Honoring her 1992 pledge to limit her service to four terms, Rep. Tillie Fowler (R-Fla.) announced yesterday she would not run for reelection this year.
When she joined the GOP leadership last year as conference vice chairman, Fowler considered violating that pledge, but she came under intense criticism from term-limit advocates. Appearing yesterday in Jacksonville, in the same room where she announced her first congressional bid, Fowler said she had honored her 1992 vow: "If you will join with me, we will change Congress."
As the highest-ranking woman in the House GOP, Fowler's departure is sure to set off a competitive frenzy for her post. Democrats are less sure about their chances of capturing her seat this fall--Democratic Congressional Campaign Committee spokesman Erik Smith called winning Fowler's seat an "uphill" fight.
Republican presidential nominee Robert J. Dole won the district by 19 percentage points in 1996 even while losing the state, and Fowler ran unopposed in the last three elections. Republicans yesterday mentioned state Sen. Jim Horne and retired admiral Kevin Delaney as possible contenders in the race to replace Fowler.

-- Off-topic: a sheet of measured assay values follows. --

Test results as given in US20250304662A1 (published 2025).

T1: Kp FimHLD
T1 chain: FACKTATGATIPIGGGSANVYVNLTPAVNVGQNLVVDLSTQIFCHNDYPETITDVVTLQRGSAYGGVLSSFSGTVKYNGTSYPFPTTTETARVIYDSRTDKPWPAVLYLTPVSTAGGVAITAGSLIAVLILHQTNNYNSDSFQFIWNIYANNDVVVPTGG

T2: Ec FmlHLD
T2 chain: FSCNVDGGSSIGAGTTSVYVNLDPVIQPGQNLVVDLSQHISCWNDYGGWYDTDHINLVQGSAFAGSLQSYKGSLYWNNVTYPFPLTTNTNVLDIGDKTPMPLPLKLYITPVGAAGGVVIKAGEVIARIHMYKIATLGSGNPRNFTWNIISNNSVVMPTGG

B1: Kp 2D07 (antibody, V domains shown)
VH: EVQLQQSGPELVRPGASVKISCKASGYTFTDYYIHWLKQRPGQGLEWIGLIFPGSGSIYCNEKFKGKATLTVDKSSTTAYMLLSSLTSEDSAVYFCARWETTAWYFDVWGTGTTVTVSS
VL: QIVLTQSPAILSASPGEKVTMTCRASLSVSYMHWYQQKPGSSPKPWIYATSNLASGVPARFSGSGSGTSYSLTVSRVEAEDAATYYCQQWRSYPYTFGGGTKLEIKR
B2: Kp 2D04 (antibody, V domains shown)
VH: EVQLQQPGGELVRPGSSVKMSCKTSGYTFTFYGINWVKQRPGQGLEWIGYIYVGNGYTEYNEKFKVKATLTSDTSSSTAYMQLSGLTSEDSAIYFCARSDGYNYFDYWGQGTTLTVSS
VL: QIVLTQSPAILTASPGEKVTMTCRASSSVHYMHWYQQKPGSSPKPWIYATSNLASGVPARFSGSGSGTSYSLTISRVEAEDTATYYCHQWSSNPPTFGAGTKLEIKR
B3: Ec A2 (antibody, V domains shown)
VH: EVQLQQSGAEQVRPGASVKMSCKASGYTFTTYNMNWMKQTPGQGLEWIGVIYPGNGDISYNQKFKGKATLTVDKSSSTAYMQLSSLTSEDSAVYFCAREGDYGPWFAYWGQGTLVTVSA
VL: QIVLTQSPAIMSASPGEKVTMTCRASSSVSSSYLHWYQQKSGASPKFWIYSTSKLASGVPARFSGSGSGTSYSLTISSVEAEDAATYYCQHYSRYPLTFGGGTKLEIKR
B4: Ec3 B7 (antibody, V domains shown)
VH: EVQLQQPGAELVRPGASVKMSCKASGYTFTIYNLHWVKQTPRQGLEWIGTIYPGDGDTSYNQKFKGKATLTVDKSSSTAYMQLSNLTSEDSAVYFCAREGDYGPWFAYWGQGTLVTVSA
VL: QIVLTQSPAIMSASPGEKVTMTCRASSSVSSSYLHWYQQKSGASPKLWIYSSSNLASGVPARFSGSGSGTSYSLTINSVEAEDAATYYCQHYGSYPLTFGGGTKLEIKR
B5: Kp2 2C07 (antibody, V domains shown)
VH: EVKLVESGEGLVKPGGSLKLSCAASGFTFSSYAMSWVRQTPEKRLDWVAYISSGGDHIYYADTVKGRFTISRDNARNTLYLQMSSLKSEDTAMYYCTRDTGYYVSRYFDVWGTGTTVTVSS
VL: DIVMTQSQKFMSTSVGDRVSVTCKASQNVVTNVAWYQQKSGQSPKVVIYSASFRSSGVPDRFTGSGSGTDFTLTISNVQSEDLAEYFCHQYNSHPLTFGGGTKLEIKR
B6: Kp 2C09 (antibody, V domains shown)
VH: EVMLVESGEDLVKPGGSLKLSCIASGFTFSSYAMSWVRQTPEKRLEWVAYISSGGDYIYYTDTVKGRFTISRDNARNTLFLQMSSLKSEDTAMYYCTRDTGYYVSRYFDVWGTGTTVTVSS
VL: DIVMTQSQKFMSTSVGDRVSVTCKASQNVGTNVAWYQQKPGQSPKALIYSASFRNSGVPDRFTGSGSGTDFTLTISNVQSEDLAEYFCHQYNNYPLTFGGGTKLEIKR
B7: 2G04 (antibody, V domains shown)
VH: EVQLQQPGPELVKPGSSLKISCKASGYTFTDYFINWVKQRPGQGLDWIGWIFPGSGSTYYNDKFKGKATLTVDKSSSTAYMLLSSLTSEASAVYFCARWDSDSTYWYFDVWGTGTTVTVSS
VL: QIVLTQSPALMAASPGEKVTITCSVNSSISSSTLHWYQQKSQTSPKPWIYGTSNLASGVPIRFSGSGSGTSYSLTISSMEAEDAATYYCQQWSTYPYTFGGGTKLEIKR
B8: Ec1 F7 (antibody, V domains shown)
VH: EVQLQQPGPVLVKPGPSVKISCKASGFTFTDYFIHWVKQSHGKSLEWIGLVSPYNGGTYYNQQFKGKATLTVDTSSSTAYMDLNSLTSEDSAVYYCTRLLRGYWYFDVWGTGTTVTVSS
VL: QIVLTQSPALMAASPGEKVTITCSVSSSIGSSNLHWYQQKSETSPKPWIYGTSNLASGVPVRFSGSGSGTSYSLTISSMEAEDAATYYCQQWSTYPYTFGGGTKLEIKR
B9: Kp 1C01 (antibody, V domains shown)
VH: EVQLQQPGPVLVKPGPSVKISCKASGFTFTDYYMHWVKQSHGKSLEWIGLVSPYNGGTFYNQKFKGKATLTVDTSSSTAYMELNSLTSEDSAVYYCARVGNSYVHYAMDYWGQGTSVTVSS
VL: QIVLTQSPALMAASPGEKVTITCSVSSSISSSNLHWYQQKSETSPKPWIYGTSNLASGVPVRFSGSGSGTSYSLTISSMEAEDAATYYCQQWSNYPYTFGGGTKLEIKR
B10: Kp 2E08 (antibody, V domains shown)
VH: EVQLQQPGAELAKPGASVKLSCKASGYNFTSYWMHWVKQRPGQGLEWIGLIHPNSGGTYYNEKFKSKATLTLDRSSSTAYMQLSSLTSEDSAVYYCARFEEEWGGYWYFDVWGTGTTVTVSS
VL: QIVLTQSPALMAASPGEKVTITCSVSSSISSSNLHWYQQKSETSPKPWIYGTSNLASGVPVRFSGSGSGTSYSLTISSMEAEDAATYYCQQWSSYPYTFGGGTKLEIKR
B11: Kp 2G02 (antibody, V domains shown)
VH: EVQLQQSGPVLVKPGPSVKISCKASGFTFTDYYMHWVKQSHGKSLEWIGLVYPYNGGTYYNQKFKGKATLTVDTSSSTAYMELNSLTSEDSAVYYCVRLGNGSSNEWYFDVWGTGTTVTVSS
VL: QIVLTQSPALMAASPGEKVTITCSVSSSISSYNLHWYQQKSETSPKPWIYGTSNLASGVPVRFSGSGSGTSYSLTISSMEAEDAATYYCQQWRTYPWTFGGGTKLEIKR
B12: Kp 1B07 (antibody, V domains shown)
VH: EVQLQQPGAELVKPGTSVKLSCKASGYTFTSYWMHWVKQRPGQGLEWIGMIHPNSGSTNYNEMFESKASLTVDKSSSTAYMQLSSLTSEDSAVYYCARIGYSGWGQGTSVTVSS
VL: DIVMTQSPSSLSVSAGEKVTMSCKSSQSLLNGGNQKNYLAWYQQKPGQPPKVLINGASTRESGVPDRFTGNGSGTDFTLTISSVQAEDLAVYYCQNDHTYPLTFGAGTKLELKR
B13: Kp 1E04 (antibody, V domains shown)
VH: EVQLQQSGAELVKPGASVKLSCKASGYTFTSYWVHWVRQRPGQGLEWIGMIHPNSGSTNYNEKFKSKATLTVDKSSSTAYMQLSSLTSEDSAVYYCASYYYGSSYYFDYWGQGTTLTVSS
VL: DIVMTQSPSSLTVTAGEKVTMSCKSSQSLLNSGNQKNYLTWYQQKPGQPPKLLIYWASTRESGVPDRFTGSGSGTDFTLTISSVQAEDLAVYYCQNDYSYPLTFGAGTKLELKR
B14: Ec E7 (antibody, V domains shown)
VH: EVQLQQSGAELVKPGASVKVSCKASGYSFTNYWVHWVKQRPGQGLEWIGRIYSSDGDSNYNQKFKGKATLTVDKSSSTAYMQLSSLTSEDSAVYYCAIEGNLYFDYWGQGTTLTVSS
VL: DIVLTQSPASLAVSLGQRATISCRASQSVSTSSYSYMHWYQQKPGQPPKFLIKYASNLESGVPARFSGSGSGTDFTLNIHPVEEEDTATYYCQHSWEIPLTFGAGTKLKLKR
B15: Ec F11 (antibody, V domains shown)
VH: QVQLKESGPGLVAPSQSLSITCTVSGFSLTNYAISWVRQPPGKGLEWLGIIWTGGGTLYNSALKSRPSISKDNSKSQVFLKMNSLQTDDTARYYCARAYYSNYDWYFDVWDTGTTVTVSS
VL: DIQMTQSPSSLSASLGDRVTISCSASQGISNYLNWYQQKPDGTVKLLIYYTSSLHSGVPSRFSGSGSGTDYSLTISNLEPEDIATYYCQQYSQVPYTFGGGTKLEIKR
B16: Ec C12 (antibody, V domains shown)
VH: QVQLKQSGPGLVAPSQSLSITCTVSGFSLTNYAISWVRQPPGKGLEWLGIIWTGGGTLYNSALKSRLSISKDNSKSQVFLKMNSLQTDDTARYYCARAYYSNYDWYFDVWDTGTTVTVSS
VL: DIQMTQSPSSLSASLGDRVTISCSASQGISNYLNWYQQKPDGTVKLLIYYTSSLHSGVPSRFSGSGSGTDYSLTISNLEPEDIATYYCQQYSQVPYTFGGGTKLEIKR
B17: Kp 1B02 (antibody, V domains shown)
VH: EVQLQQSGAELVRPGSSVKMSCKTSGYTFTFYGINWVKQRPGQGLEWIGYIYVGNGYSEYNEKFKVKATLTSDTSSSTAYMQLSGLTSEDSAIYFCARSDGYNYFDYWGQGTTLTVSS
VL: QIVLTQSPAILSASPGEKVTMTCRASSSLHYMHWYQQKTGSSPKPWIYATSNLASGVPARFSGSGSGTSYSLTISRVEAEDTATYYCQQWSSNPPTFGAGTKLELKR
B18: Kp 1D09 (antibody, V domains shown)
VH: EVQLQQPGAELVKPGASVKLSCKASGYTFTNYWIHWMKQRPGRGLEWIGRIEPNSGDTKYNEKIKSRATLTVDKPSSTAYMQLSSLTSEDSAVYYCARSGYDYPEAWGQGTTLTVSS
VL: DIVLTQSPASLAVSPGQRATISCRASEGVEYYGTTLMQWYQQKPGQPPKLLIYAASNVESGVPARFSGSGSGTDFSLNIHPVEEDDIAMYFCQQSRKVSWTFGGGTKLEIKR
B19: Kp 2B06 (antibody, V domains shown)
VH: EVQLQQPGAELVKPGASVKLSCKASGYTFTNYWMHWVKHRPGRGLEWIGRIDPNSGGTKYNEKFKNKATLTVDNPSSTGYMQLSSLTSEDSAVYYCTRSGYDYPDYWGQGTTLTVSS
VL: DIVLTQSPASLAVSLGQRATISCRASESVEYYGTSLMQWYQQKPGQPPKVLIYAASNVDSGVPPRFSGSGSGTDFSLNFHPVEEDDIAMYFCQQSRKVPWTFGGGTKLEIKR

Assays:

Smith noted that Fowler's announcement marked the GOP's 21st retirement this election cycle, compared with six for the Democrats. Another top GOP leader, Conference Chairman J.C. Watts (Okla.), is deliberating whether to run for reelection in 2000. "The most hazardous place to be in Washington is between House Republicans and the exit," Smith said.
Republicans said that Fowler had kept GOP leaders apprised of her thinking and had consistently indicated she was planning to keep her pledge to serve four terms.
"We have nothing but respect for Congresswoman Fowler," said National Republican Congressional Committee spokeswoman Jill Schroeder.
Is There a Republican in the Web Site?
The Democratic National Committee apparently likes to put a bit of spin on its weekly Web site polling questions: "As the nation approaches a new millennium, what are the most important priorities facing our next president?" the site asked this week.
"* Saving Social Security, strengthening Medicare, and paying down the debt
"* Implementing George W. Bush's $1.7 trillion risky tax scheme that overwhelmingly benefits the wealthy
So which would the fiscally responsible Democrats prefer? As of yesterday afternoon, 78.5 percent (2,148) wanted Bush's risky tax scheme. Only 17.1 percent (467) gave a hoot about Social Security, Medicare or the debt. 4.5 percent (123) voted for "other."
The DNC, noting the numbers are much higher than usual, claims GOP sabotage. But who knows? Maybe Happy Days Are Here Again?
Staff writer Al Kamen contributed to this report.